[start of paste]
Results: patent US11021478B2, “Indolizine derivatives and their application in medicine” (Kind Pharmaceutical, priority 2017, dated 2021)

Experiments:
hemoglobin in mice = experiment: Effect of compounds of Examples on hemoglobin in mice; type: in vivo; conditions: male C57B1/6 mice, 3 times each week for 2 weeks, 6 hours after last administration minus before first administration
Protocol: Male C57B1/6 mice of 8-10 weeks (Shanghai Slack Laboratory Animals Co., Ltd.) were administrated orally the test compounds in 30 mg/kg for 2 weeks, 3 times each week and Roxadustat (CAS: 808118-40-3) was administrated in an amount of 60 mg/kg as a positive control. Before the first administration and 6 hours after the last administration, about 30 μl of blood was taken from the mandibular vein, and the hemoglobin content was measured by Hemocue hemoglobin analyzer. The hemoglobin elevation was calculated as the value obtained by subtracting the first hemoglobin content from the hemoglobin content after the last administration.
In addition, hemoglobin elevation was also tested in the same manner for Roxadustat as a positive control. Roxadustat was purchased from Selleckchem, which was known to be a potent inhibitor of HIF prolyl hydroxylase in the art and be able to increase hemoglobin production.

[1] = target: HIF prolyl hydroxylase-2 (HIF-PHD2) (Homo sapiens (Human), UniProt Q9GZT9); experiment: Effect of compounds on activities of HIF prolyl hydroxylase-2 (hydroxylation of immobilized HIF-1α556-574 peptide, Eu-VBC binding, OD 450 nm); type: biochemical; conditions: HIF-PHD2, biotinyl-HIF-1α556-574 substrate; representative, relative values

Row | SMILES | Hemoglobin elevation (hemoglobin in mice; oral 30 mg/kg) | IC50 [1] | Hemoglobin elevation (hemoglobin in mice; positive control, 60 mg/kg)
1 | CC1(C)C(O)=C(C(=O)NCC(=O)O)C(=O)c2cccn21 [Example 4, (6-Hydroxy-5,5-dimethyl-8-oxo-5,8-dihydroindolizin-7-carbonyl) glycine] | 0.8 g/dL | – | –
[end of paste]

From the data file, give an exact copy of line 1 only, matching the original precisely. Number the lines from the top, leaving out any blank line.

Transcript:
Results: patent US11021478B2, “Indolizine derivatives and their application in medicine” (Kind Pharmaceutical, priority 2017, dated 2021)